I set up photographic still lifes or closely cropped nature shots that are carefully arranged, but somehow fraught—both over-specific and elusive. I’m drawn to situations where control is confounded by dysfunction and studied elegance is poised precariously on the verge of the absurd. The well-placed non sequitur, self-consciousness, and slyly humorous formal affectations are ongoing preoccupations.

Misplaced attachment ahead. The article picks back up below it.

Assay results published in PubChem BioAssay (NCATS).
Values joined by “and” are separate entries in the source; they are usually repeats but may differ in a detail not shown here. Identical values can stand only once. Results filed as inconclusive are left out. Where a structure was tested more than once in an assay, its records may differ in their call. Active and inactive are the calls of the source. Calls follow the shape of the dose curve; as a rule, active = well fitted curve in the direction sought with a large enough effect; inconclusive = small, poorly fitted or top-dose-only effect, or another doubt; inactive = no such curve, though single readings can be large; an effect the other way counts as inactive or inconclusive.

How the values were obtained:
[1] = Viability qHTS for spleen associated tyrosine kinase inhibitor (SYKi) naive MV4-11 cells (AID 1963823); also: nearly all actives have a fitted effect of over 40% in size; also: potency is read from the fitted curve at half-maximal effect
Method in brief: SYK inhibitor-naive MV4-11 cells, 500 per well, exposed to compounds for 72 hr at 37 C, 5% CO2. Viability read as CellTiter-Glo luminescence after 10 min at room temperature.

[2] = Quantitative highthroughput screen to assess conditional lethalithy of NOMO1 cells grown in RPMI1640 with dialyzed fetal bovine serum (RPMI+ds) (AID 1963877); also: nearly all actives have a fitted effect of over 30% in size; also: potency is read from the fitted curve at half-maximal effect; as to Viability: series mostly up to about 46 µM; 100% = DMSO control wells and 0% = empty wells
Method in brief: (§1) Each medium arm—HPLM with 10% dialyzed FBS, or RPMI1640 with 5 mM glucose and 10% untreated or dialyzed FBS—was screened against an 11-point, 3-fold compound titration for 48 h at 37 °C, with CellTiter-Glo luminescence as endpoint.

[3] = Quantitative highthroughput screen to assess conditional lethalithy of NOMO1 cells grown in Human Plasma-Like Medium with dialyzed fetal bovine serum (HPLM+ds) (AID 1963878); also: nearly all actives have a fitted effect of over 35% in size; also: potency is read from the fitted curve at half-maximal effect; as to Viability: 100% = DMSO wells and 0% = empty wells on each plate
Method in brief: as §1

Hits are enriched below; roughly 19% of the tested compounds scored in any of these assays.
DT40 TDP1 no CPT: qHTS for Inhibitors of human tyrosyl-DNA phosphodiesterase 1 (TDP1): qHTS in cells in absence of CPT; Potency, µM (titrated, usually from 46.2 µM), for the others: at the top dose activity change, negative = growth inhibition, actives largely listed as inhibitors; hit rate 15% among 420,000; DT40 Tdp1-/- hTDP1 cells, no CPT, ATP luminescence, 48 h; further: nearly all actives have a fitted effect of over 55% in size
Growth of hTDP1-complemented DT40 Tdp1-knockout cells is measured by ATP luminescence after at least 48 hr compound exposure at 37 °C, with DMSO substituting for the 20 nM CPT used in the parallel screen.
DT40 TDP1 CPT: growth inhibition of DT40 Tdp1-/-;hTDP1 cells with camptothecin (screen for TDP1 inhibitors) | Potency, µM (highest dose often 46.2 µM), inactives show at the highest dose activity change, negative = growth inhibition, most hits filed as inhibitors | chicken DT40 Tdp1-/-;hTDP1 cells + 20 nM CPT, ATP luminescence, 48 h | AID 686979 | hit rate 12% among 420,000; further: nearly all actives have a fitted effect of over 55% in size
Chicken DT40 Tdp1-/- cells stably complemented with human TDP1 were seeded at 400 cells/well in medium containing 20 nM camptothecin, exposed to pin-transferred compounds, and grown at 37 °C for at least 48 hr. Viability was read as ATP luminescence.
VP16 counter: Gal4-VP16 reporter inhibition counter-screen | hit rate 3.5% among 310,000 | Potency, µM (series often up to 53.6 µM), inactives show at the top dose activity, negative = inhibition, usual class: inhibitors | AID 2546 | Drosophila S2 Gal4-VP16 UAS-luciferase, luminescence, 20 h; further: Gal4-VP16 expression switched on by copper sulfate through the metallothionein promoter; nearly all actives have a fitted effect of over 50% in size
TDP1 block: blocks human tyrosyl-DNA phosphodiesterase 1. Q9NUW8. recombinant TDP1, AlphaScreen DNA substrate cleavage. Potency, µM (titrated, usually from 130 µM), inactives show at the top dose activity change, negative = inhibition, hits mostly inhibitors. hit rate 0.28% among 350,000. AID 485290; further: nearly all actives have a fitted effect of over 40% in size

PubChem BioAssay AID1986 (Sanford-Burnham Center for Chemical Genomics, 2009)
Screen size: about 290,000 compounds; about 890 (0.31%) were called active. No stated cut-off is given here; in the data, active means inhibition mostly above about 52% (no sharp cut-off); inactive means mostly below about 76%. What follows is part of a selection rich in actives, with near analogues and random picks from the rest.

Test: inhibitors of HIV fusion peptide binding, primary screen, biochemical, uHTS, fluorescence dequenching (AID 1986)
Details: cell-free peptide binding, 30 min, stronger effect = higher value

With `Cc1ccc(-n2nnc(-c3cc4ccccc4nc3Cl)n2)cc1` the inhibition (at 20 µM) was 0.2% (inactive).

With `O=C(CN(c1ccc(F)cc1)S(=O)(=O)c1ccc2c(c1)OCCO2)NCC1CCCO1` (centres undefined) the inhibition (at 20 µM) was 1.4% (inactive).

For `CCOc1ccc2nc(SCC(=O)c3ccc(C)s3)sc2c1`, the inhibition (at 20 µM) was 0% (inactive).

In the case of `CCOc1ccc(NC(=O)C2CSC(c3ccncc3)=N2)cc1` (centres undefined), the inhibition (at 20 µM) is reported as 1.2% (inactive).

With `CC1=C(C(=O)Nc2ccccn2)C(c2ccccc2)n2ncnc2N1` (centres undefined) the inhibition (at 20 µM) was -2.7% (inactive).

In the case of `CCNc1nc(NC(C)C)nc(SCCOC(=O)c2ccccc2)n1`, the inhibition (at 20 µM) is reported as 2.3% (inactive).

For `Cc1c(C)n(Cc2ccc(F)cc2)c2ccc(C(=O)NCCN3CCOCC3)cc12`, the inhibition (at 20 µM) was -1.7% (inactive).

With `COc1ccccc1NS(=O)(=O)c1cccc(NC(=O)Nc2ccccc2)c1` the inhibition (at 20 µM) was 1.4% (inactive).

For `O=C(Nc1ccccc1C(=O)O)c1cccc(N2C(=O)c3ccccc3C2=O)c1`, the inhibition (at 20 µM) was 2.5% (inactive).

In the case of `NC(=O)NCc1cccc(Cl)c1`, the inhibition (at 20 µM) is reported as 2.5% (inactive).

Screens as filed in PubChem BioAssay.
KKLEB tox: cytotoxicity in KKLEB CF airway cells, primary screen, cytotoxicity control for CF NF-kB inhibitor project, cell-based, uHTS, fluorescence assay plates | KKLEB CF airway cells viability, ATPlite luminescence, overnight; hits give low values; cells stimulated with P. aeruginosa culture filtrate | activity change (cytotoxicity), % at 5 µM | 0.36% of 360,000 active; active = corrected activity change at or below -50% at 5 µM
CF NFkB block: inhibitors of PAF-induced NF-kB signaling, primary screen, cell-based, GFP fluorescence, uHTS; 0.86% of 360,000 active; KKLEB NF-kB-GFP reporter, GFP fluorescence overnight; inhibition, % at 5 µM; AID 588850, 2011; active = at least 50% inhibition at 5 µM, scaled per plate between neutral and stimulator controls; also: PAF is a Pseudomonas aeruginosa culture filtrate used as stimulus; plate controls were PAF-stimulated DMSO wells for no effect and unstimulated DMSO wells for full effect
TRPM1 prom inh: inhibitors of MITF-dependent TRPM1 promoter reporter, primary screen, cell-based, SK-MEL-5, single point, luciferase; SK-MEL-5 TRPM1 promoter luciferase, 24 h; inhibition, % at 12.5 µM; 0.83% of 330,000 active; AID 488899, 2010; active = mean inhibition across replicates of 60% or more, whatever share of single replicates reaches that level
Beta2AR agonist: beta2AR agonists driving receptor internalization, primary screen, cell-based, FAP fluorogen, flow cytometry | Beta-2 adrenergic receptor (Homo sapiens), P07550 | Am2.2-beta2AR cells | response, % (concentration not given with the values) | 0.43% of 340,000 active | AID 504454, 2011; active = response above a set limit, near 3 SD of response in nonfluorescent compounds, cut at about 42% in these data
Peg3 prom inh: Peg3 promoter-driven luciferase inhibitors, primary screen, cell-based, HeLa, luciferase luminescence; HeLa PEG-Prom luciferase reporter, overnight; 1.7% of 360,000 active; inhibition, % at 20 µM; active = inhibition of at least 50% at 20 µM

My subject matter could be almost anything—a cat staring at bowls of milk, a badly placed brooch on a sweater, a cheese morsel fallen on a couch. I tend to use whatever’s close at hand, so autobiographical allusions inevitably sneak in. I’m not interested in forcing any particular narrative; I’m more interested in a sensibility that runs through the work: low-level despair, resignation, thwarted desire, overwrought sensuality, utter futility. I tend to push that with the titles. I’m going for the rigor of minimalist design, the angst of an existential one-act, and the humor of a Chaplinesque slip on a banana peel. Think Oliver Hardy meets Robert Mapplethorpe.